Can social networks provide business value? In most cases, I'd argue no. Very often, those "Web 2.0" sites are filled with gossip or, even worse, registered user names but no site visitors. Still, there are some prime examples where social networks really are driving business innovation.
For instance, take a look at Dell (DELL) IdeaStorm -- an online forum where readers can suggest new business ideas, vote for their favorite submissions and interact with Dell. The site is so popular that other vendors (such as Canonical, an open source advocate) are now copying the concept. And Dell itself may take IdeaStorm into new markets, according to a conversation I had with Dell VP Greg Davis on March 28.
In fact, the IdeaStorm concept could play a critical role in Dell's efforts to build the company's partner network. Dell needs a range of partners -- IT consultants, integrators, value-added resellers and service providers -- to help bolster sales and support in the small and midsize business markets.
Dell has signed up more than 6,000 partners since launching a partner push in December 2007, according to Davis. But how can Dell make sure it's listening to partners, addressing their potential concerns, and implementing their best ideas?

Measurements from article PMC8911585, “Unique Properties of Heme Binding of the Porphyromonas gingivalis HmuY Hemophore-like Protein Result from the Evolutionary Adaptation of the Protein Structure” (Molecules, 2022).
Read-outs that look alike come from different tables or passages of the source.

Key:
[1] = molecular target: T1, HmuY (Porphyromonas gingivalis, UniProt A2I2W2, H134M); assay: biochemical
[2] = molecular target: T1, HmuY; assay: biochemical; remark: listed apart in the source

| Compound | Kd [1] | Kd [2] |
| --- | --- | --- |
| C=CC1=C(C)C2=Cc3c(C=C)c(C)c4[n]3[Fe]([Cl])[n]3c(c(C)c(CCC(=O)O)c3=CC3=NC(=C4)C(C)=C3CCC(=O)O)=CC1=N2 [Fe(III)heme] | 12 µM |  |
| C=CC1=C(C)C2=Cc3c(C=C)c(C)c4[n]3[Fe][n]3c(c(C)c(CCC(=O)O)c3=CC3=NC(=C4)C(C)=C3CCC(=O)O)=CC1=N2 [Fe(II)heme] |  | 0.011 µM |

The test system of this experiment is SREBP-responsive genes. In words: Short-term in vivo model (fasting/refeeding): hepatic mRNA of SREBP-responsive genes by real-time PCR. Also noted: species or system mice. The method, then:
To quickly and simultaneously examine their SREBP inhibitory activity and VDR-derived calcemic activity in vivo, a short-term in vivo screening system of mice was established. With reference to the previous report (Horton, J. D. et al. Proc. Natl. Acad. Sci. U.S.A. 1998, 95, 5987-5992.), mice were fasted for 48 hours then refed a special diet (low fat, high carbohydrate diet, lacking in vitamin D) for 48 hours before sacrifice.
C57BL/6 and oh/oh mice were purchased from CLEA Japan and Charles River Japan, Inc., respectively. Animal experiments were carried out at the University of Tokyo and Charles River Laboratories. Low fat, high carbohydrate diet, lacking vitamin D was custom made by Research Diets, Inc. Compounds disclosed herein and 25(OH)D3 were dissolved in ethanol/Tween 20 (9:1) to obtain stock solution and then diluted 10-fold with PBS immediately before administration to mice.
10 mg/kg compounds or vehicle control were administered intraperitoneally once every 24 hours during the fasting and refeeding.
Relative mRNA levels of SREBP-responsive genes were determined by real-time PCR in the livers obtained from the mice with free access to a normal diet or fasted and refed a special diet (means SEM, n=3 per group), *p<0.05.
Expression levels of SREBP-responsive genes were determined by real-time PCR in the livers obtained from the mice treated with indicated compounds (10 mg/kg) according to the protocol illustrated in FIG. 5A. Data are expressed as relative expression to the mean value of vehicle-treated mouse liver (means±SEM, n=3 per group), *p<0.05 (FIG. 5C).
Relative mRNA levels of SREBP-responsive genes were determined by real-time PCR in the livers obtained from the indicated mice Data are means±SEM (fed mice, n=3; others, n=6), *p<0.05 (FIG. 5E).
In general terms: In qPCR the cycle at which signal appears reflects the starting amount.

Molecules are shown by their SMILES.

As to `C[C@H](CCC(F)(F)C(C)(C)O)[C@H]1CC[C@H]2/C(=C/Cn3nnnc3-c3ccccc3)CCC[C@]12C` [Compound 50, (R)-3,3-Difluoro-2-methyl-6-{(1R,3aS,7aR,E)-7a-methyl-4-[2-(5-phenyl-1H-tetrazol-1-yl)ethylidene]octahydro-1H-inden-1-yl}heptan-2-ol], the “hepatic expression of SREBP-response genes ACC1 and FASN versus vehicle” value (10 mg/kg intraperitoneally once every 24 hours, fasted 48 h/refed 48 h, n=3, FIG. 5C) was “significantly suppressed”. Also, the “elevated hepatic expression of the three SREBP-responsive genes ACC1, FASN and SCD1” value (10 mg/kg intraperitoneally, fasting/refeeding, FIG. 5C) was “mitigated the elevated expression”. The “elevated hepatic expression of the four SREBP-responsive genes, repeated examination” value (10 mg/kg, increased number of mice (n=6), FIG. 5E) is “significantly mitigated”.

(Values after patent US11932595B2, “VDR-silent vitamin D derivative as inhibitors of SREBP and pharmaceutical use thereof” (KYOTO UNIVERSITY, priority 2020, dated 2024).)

That's where IdeaStorm enters the picture. IdeaStorm is about innovation and spotting new business opportunities before they go mainstream. Readers flooded IdeaStorm with suggestions and proposals when Dell began exploring the desktop Linux market in early 2007. Ultimately, IdeaStorm played a critical role in Dell’s decision to pre-load Ubuntu Linux on selected laptops and desktops, starting in mid-2007.
IdeaStorm also was a great sounding board for customers who wanted Dell to re-introduce Windows XP preloads as an alternative to Windows Vista preloads.
Looking ahead, Dell may build an IdeaStorm-type site just for partners, Davis says. That would be a smart move. IdeaStorm is one of the best social-driven sites I've seen. Repeating that effort for partners should prove worthwhile.
Disclosure: Author has a long position in DELL